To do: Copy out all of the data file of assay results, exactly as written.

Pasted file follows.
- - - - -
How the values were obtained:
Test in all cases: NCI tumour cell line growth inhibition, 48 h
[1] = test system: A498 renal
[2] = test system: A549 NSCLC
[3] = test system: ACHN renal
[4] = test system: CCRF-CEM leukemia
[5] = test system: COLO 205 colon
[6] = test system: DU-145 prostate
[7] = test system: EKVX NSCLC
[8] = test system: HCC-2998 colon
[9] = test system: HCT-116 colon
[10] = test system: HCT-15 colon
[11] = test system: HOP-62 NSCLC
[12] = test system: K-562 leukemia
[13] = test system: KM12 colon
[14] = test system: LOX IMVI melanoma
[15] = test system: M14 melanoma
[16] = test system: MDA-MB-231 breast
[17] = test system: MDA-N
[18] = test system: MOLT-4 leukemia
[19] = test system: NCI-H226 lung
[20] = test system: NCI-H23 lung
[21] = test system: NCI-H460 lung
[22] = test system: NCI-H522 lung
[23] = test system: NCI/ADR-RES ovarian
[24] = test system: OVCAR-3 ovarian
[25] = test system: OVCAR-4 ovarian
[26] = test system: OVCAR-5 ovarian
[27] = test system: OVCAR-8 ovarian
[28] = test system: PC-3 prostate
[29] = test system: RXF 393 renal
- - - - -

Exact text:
How the values were obtained:
Test in all cases: NCI tumour cell line growth inhibition, 48 h
[1] = test system: A498 renal
[2] = test system: A549 NSCLC
[3] = test system: ACHN renal
[4] = test system: CCRF-CEM leukemia
[5] = test system: COLO 205 colon
[6] = test system: DU-145 prostate
[7] = test system: EKVX NSCLC
[8] = test system: HCC-2998 colon
[9] = test system: HCT-116 colon
[10] = test system: HCT-15 colon
[11] = test system: HOP-62 NSCLC
[12] = test system: K-562 leukemia
[13] = test system: KM12 colon
[14] = test system: LOX IMVI melanoma
[15] = test system: M14 melanoma
[16] = test system: MDA-MB-231 breast
[17] = test system: MDA-N
[18] = test system: MOLT-4 leukemia
[19] = test system: NCI-H226 lung
[20] = test system: NCI-H23 lung
[21] = test system: NCI-H460 lung
[22] = test system: NCI-H522 lung
[23] = test system: NCI/ADR-RES ovarian
[24] = test system: OVCAR-3 ovarian
[25] = test system: OVCAR-4 ovarian
[26] = test system: OVCAR-5 ovarian
[27] = test system: OVCAR-8 ovarian
[28] = test system: PC-3 prostate
[29] = test system: RXF 393 renal